Attorney claims to offer free advice to Berkeley co-op in suit

Fred M. Feller is trying to persuade members of Berkeley Town House that they should let him give them “free” legal representation. Good deal? Yes, but for whom?

Today allies of 7 defendants in a suit that I have filed on behalf of Berkeley Town House Cooperative Corporation have been in the halls canvassing for signatures.

They want co-op members to sign a waiver that will allow Fred M. Feller, the attorney representing the defendants, to represent the co-op at the same time, and will also allow the board of directors, which is controlled by defendants, to manage the corporation’s position in the lawsuit.

In support of their campaign, they are circulating an excerpt from a memo by Feller. In the memo, Feller admits that there are conflicts but doesn’t describe them. He gives only one reason to sign the waiver: saving money. Feller says he is now representing the co-op for free, but, if he stops representing it, the co-op will probably have to pay out of its own funds for another attorney.

Feller’s allegation is rubbish, and here’s why.

1. The co-op is not getting legal services for free in this litigation. During the last 2 fiscal years, co-op president Almalee Henderson, ex-manager Pamela Oettel, and current manager Christopher Stanley paid $66,000 for excess legal services, practically all for advice and representation related to this lawsuit. It’s excess in two ways: (1) It is the amount in excess of what was spent during the 2 prior years; (2) it is legal advice from an additional attorney, on top of the advice that Feller is providing. This splurge led to a 16% increase in assessments this year, and as the case goes to trial “you ain’t seen nothin’ yet” will probably apply. The reason is simple. As the court said in its ruling disqualifying Feller, “Town House is controlled by the Director Defendants”. The defendants dominate the board of directors and occupy the presidency. So, not surprisingly, the board is giving defendant Henderson and manager Stanley a blank check. They spend as much as they want, without even requesting the board’s OK, and they are raiding the corporate treasury to get legal advice that is purportedly for the corporation, but is kept secret by the defendants and benefits the defendants. This is a blatant violation of various provisions of state law and the corporate bylaws. The bottom line is this: The defendants are misusing BTH’s treasury as a bottomless personal-legal-defense piggy-bank. Consenting to a conflict waiver will let them keep right on doing that. Conversely, rejecting the conflict waiver will take control of the corporation’s legal position in this case away from the defendants and stop them from (mis)spending the co-op’s money on their personal defense.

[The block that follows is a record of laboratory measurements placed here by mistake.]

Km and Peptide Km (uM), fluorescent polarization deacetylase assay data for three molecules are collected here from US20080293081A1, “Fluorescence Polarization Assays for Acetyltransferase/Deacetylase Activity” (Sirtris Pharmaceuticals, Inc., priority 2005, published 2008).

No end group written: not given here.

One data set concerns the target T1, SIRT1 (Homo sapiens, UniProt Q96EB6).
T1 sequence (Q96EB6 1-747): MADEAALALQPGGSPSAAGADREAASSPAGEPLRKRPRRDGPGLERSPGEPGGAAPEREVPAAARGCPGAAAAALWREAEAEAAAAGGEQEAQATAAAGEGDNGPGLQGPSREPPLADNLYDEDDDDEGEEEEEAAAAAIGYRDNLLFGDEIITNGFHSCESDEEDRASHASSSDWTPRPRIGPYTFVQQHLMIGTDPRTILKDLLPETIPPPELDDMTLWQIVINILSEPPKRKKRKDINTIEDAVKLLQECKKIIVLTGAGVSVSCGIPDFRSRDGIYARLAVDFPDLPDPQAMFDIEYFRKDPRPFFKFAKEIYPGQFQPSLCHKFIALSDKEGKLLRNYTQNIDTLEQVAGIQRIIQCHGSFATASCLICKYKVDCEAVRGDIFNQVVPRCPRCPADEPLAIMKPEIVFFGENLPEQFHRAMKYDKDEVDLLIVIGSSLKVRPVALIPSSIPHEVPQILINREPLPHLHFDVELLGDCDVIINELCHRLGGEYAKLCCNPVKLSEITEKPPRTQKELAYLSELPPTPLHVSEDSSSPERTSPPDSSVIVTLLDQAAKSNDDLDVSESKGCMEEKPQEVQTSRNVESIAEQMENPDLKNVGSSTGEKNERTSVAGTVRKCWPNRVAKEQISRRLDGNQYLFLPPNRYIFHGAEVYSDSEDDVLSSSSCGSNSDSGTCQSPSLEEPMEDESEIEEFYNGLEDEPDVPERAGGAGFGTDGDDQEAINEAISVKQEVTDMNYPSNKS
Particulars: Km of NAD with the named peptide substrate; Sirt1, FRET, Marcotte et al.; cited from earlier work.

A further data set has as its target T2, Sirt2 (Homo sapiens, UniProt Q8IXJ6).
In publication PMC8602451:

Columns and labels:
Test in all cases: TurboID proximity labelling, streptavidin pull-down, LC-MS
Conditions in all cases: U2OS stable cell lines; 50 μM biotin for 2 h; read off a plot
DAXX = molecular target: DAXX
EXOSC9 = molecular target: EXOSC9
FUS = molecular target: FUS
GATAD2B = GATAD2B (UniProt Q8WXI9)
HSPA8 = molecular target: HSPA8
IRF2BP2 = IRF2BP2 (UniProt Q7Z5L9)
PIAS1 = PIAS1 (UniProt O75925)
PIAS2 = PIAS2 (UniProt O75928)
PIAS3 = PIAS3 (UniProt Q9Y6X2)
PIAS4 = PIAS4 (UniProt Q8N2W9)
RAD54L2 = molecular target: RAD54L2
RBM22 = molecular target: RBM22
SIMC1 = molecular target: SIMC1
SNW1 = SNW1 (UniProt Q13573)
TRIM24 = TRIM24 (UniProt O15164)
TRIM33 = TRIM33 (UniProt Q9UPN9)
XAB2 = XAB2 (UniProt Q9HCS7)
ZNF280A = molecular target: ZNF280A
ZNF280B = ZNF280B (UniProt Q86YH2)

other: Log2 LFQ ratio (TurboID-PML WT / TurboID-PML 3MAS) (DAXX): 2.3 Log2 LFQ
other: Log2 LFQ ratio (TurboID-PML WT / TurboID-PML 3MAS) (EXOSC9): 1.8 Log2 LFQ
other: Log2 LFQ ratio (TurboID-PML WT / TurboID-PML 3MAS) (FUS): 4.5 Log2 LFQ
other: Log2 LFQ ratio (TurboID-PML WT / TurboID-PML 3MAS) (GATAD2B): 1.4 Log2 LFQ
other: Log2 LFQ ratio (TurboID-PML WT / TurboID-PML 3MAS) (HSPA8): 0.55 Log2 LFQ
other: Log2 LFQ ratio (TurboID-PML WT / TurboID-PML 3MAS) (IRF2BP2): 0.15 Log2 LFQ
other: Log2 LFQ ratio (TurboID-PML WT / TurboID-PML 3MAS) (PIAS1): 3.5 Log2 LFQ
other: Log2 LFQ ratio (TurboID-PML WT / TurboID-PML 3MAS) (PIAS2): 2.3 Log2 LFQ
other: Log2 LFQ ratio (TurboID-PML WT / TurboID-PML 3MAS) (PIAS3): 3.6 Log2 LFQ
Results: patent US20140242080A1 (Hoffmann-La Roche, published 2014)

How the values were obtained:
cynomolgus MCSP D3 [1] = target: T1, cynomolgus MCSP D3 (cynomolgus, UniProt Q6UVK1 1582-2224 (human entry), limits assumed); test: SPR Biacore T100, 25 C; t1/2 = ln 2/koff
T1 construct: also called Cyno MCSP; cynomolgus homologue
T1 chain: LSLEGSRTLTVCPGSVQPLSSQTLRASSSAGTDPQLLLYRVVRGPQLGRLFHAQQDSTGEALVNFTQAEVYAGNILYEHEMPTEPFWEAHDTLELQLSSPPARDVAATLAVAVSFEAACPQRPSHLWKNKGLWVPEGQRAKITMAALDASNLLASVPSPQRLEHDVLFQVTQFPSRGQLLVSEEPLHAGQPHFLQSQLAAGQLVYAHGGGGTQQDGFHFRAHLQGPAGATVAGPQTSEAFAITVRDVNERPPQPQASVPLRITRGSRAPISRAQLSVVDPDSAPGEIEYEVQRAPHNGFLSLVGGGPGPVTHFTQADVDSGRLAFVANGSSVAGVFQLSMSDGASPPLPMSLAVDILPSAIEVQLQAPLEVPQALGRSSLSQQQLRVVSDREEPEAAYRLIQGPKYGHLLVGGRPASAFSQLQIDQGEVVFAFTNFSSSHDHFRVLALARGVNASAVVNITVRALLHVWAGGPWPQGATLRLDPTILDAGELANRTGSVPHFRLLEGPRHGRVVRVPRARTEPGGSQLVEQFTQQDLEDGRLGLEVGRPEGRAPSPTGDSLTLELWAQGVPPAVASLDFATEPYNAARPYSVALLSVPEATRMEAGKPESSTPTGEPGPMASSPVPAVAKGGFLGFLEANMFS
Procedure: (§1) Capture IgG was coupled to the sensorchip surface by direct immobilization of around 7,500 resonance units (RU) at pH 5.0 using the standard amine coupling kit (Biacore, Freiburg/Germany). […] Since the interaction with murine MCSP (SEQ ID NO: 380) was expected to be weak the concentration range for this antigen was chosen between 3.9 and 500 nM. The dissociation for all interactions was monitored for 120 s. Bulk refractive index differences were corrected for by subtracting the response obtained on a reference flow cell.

2. The corporation needs only a minor amount of legal representation in this case. Feller tried to persuade the court that his dual role was saving the co-op a lot of money, but the court didn’t buy Feller’s argument. The ruling said that “defendants have not explained why Town House will need to engage in a robust defense or otherwise expend significant amounts in participating in this action”. This follows naturally from the fact that I, as plaintiff, am making the case against the defendants for the benefit of the corporation. The corporation doesn’t need to do that. Therefore, if a waiver were denied, and the defendants therefore weren’t abusing the co-op treasury for their personal defense, the corporation’s legal expenses would be drastically decreased.